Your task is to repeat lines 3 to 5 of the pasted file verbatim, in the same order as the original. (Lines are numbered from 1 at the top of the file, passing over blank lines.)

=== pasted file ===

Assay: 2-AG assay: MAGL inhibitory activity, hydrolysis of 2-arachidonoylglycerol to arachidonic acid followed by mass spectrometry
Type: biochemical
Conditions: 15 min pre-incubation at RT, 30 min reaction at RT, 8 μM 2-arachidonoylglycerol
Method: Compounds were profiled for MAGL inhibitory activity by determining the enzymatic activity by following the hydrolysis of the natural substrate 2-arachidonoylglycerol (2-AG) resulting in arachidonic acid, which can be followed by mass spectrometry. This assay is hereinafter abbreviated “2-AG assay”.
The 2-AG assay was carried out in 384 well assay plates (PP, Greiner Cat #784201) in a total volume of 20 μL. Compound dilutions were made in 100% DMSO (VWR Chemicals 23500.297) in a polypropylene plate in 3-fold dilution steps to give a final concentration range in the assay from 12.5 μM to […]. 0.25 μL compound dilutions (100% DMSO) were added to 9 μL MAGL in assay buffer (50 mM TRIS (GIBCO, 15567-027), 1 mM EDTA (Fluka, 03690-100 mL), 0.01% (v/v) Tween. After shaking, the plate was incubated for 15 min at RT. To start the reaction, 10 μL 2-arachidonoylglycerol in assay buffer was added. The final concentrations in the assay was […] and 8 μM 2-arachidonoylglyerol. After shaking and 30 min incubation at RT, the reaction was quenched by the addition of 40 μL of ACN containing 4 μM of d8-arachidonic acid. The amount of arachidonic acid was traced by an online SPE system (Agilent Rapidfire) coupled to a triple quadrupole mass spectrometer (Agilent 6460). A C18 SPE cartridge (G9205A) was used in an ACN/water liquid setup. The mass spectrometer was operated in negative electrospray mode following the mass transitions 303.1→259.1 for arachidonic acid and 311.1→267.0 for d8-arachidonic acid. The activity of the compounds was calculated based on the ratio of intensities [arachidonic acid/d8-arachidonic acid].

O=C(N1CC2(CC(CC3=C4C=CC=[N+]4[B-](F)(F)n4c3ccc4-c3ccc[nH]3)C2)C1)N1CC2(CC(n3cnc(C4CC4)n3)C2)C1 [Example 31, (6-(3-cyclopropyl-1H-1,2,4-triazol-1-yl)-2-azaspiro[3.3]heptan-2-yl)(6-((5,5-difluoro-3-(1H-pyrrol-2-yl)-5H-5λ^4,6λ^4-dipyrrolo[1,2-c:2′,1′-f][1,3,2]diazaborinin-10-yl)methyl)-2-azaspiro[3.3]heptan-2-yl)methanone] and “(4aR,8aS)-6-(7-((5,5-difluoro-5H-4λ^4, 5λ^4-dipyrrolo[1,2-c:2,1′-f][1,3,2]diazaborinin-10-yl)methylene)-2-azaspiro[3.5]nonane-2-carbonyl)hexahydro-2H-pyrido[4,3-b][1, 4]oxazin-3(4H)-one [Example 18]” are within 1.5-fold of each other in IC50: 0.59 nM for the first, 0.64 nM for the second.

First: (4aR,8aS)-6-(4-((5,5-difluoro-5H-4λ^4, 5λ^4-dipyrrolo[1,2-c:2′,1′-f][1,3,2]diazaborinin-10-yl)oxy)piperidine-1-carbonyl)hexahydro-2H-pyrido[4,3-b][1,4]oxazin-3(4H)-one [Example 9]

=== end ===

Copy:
Conditions: 15 min pre-incubation at RT, 30 min reaction at RT, 8 μM 2-arachidonoylglycerol
Method: Compounds were profiled for MAGL inhibitory activity by determining the enzymatic activity by following the hydrolysis of the natural substrate 2-arachidonoylglycerol (2-AG) resulting in arachidonic acid, which can be followed by mass spectrometry. This assay is hereinafter abbreviated “2-AG assay”.
The 2-AG assay was carried out in 384 well assay plates (PP, Greiner Cat #784201) in a total volume of 20 μL. Compound dilutions were made in 100% DMSO (VWR Chemicals 23500.297) in a polypropylene plate in 3-fold dilution steps to give a final concentration range in the assay from 12.5 μM to […]. 0.25 μL compound dilutions (100% DMSO) were added to 9 μL MAGL in assay buffer (50 mM TRIS (GIBCO, 15567-027), 1 mM EDTA (Fluka, 03690-100 mL), 0.01% (v/v) Tween. After shaking, the plate was incubated for 15 min at RT. To start the reaction, 10 μL 2-arachidonoylglycerol in assay buffer was added. The final concentrations in the assay was […] and 8 μM 2-arachidonoylglyerol. After shaking and 30 min incubation at RT, the reaction was quenched by the addition of 40 μL of ACN containing 4 μM of d8-arachidonic acid. The amount of arachidonic acid was traced by an online SPE system (Agilent Rapidfire) coupled to a triple quadrupole mass spectrometer (Agilent 6460). A C18 SPE cartridge (G9205A) was used in an ACN/water liquid setup. The mass spectrometer was operated in negative electrospray mode following the mass transitions 303.1→259.1 for arachidonic acid and 311.1→267.0 for d8-arachidonic acid. The activity of the compounds was calculated based on the ratio of intensities [arachidonic acid/d8-arachidonic acid].